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Old 05-22-2020, 05:50 AM   #13
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Hey all. Kinda stuck with my install as fishing the power wires from the monitor straight to the battery is proving to be more of a challenge than I thought. Afraid to disconnect or damage something else as I go through the congested passage Iíve found. I also need a comms cable between those two points but luckily, it seems Airstream was kind enough to put a spare compatible RJ cable between the bus at the front where my Pico shunt will be and where the SeeLevel is at the back And where my Pico monitor will be. My question: Can I tap into the gas detector power cables which are easily accessible from where Iíll mount the monitor? These are powered straight from the battery, right? Thanks again.
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Old 05-26-2020, 02:03 PM   #14
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Can I tap into the gas detector power cables which are easily accessible from where Iíll mount the monitor? These are powered straight from the battery, right? Thanks again.

On mine the LP detector is powered straight from the battery on a wire with a 1 A fuse. This wire is not downstream of the battery disconnect Use/Store relay, so it is always powered. Thatís something to keep in mind if you decide to go that route - your Pico will always be powered.
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Old 05-26-2020, 06:42 PM   #15
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On mine the LP detector is powered straight from the battery on a wire with a 1 A fuse. This wire is not downstream of the battery disconnect Use/Store relay, so it is always powered. That’s something to keep in mind if you decide to go that route - your Pico will always be powered.
That would actually be a good thing and why I was asking. The Pico always needs to be powered to properly calculate battery SOC. Only question is whether or not it would blow the fuse to have both the Pico and the LP detector connected through the same fuse?
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Old 05-27-2020, 02:56 PM   #16
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The Pico is only 90 mA and the propane detector is also very low draw. It should say on the back of it what the draw is, but I donít think youíd be anywhere close to blowing the 1 A fuse. I would put a separate in-line fuse rated less than 1 A on the wire you run to the Pico so if the Pico faults it will blow that fuse and not the 1 A, which would also take out your propane detector.
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Old 05-31-2020, 07:02 PM   #17
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Finally! Install completed. Pico is now functional in my Bambi 22FB! I was able to fish the comms and power wires from the bathroom in the back where I located the Pico to the bus/battery wires are at the front under the bed, where I installed the Pico shunt and made the battery connections. I didn’t have to tap into power wires along the way. Haven’t tried it on the road but early verdict: very good! I’m impressed by it. Useful additional information and unheard of UI for an RV product. I now have an estimate of time left until the batteries are depleted or charged. Thanks all who helped me prepare for this small project.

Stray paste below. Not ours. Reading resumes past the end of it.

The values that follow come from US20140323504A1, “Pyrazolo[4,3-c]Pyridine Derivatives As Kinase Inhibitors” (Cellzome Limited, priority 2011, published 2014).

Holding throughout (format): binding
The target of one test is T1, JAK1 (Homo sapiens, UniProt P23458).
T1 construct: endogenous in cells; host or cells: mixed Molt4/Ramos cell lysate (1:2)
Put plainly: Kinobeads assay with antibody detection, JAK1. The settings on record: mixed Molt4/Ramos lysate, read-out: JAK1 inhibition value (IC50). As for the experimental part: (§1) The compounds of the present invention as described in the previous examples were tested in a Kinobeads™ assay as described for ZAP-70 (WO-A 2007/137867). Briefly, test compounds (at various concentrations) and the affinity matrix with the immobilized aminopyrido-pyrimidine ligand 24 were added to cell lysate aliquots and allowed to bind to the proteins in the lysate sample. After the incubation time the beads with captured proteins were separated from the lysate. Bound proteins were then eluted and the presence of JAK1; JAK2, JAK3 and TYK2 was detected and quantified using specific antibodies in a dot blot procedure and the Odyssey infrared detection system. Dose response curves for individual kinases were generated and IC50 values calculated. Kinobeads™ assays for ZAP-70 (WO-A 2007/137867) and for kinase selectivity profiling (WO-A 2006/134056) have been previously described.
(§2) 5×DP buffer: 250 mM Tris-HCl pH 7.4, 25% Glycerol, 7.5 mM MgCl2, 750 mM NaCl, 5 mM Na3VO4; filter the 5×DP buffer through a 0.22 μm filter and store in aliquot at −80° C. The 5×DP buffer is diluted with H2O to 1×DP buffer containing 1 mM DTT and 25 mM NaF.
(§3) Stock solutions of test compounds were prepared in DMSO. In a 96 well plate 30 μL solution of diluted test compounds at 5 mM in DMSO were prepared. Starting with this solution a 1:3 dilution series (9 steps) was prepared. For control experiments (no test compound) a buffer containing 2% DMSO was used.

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Old 05-31-2020, 07:34 PM   #18
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Finally! Install completed. Pico is now functional in my Bambi 22FB! I was able to fish the comms and power wires from the bathroom in the back where I located the Pico to the bus/battery wires are at the front under the bed, where I installed the Pico shunt and made the battery connections. I didnít have to tap into power wires along the way. Havenít tried it on the road but early verdict: very good! Iím impressed by it. Useful additional information and unheard of UI for an RV product. I now have an estimate of time left until the batteries are depleted or charged. Thanks all who helped me prepare for this small project.
And here's a quick video of how I installed it:

https://youtu.be/fq7WdJ3DnBk
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Old 06-01-2020, 10:27 AM   #19
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Very cool. I canít wait for them to release their NMEA 2000 module. It was supposed to be available Q3 of last year. They havenít updated their FAQs to say when it is expected now.
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Old 07-02-2020, 03:36 PM   #20
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Updating this thread with more current information about this installation.

I initially couldn't find the C ratings of my 2 Intersate SRM-24s required by Simarine for accurate calculation of the SOC. Interstate's email support didn't know and referred me to dealers. Didn't even tried that as I had no hope they would know. I guesstimated initially.

Had some time this week so called their live support who didn't know either but was very friendly and transferred me to one of their engineers' voice mail. Left a message and to my surprise, he called me back rapidly. He was super helpful and gave me the ratings as well as sent me the tech sheet. I thought I'd share with everyone in case anyone needs it. Below are the C ratings and attached is the full spec sheet from Interstate.

SRM-24

C20 = 81
C10 = 75
C5 = 66
Attached Files
File Type: pdf SRM 24 Cut Sheet.pdf (246.5 KB, 8 views)